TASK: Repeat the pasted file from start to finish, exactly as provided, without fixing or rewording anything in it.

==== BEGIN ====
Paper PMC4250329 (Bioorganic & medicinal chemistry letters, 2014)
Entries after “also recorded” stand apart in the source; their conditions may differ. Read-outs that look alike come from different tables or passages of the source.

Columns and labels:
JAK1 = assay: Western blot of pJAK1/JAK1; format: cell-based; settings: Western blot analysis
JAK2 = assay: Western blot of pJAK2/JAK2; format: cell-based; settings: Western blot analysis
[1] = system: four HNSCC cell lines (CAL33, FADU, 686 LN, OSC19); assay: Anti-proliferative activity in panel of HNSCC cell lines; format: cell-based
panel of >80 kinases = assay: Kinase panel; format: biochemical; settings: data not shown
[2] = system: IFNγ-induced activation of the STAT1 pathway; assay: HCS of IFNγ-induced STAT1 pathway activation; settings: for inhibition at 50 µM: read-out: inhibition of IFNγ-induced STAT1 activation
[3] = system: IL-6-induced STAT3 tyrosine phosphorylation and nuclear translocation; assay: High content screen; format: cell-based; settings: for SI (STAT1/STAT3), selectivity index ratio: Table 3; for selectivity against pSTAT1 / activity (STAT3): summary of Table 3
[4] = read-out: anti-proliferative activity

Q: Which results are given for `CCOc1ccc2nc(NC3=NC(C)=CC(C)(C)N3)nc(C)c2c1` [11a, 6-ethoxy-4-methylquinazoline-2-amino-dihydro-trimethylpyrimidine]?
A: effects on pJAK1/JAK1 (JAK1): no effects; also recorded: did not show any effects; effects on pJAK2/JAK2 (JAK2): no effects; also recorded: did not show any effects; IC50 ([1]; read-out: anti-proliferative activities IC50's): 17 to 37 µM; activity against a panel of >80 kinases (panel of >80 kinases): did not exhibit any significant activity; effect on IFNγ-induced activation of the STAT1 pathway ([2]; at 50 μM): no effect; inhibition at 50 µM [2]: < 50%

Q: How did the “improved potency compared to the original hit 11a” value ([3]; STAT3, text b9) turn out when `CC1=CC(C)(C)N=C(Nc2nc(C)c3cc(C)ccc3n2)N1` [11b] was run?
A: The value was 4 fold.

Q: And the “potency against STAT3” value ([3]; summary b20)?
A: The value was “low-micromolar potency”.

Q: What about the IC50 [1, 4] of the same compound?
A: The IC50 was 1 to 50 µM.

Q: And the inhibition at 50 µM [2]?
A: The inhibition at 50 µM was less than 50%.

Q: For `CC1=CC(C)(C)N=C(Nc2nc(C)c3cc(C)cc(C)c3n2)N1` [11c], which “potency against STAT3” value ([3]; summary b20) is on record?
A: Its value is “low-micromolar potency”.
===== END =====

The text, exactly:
Paper PMC4250329 (Bioorganic & medicinal chemistry letters, 2014)
Entries after “also recorded” stand apart in the source; their conditions may differ. Read-outs that look alike come from different tables or passages of the source.

Columns and labels:
JAK1 = assay: Western blot of pJAK1/JAK1; format: cell-based; settings: Western blot analysis
JAK2 = assay: Western blot of pJAK2/JAK2; format: cell-based; settings: Western blot analysis
[1] = system: four HNSCC cell lines (CAL33, FADU, 686 LN, OSC19); assay: Anti-proliferative activity in panel of HNSCC cell lines; format: cell-based
panel of >80 kinases = assay: Kinase panel; format: biochemical; settings: data not shown
[2] = system: IFNγ-induced activation of the STAT1 pathway; assay: HCS of IFNγ-induced STAT1 pathway activation; settings: for inhibition at 50 µM: read-out: inhibition of IFNγ-induced STAT1 activation
[3] = system: IL-6-induced STAT3 tyrosine phosphorylation and nuclear translocation; assay: High content screen; format: cell-based; settings: for SI (STAT1/STAT3), selectivity index ratio: Table 3; for selectivity against pSTAT1 / activity (STAT3): summary of Table 3
[4] = read-out: anti-proliferative activity

Q: Which results are given for `CCOc1ccc2nc(NC3=NC(C)=CC(C)(C)N3)nc(C)c2c1` [11a, 6-ethoxy-4-methylquinazoline-2-amino-dihydro-trimethylpyrimidine]?
A: effects on pJAK1/JAK1 (JAK1): no effects; also recorded: did not show any effects; effects on pJAK2/JAK2 (JAK2): no effects; also recorded: did not show any effects; IC50 ([1]; read-out: anti-proliferative activities IC50's): 17 to 37 µM; activity against a panel of >80 kinases (panel of >80 kinases): did not exhibit any significant activity; effect on IFNγ-induced activation of the STAT1 pathway ([2]; at 50 μM): no effect; inhibition at 50 µM [2]: < 50%

Q: How did the “improved potency compared to the original hit 11a” value ([3]; STAT3, text b9) turn out when `CC1=CC(C)(C)N=C(Nc2nc(C)c3cc(C)ccc3n2)N1` [11b] was run?
A: The value was 4 fold.

Q: And the “potency against STAT3” value ([3]; summary b20)?
A: The value was “low-micromolar potency”.

Q: What about the IC50 [1, 4] of the same compound?
A: The IC50 was 1 to 50 µM.

Q: And the inhibition at 50 µM [2]?
A: The inhibition at 50 µM was less than 50%.

Q: For `CC1=CC(C)(C)N=C(Nc2nc(C)c3cc(C)cc(C)c3n2)N1` [11c], which “potency against STAT3” value ([3]; summary b20) is on record?
A: Its value is “low-micromolar potency”.